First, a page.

Saitō Hajime (斎藤 一?)
The third unit captain of the Shinsengumi. The droopy-eyed and soft-spoken Saito Hajime has a supernatural ability to sense ghosts, spiritual auras (which unnerves many of the other members), and is able to perceive information about future events. He has an inexplicable camaraderie with Okita.
Yamanami Keisuke (山南 敬助?)
One of the Shinsengumi's two vice-commanders. Yamanami (often called "Sannan" by Kondo and Hijikata, which is an alternate reading of the kanji in his name) is a good-natured and thoughtful figure, providing a counterpoint to Hijikata's blunt and Machiavellian tendencies. He also loves children and takes a shine to Tetsunosuke. He is beloved by his fellow Shinsengumi members, and, like Hijikata, is firmly opposed to putting a sword in Tetsu's hands. He is carrying on a clandestine affair with a Shimabara courtesan named Akesato.
Kondō Isami (近藤 勇?)
The commander of the Shinsengumi. Kondo is presented as a grandfatherly, slightly-clueless figure who is still fully aware of his and his organization's goals.
Yamazaki Ayumu (山崎 歩?)
The "den mother" of the Shinsengumi, Ayumu (most often known as "Ayu-nee", or "big sister Ayu") is the cook and housekeeper at the Shinsengumi compound. A pretty woman with a motherly nature, Ayumu is fully cognizant of what the people around her do for a living, and acts as a sort of big-sister figure to Tetsu. She is Susumu's older sister, and, like him, a shinobi. She mentions in one episode them as being apart of the Oniwaban. While Susumu is based on the actual spy, Ayumu is a fictional character. She dies during the course of the anime.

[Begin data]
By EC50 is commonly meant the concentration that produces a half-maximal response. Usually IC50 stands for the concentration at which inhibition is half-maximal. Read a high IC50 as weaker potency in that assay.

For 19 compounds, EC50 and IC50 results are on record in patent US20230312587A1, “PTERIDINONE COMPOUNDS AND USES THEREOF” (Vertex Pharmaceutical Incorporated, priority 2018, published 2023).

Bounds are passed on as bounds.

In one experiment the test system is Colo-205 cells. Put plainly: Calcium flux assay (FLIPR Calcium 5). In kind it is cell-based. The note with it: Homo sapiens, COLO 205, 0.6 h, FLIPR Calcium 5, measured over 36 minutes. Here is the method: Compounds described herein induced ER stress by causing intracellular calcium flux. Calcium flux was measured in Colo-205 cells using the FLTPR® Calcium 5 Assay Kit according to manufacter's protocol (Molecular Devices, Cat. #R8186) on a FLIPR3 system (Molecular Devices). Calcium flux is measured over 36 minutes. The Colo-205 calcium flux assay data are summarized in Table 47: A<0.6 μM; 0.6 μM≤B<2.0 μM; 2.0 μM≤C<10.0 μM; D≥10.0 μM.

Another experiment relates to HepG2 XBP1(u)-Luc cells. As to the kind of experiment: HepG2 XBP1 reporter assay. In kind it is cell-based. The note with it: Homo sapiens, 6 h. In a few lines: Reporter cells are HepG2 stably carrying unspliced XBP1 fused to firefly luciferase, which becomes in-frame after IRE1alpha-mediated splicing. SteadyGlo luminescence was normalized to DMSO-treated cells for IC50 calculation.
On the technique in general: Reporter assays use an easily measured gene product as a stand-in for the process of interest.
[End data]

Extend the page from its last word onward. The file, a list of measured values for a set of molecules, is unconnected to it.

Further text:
Yamazaki Susumu (山崎 烝?)
Ayumu's younger brother, Susumu is one of the Shinsengumi's spies, reporting directly to Hijikata. A skilled shinobi and information-gatherer, his nature emulates that of his superior's. He often cross-dresses (quite convincingly) to gather information.
Saya (沙夜?)
A fictional character. She is mute and writes to communicate. Tetsu tends to relate to her because her parents were also murdered. She and Hana are apparently 'girls-in-training' under Akesato in the red light district.
  • Voiced by: Nanae Kato (Japanese), Nancy Novothy (English)
She and Saya are 'girls-in-training' under Akesato. She the polar opposite of Saya. Very loud, blunt, upbeat and caring in her own strange way. She dislikes katanas. Her dad was an umbrella maker and spoke loudly about honor. When her mother was sick, he did not sell his swords for a doctor. What happened to them is unknown but it is assumed that the mother died of the illness. She wants Tetsu to make her his new mother out of compassion. She has a big crush on Harada Sanosuke after he saved her from thugs at a festival.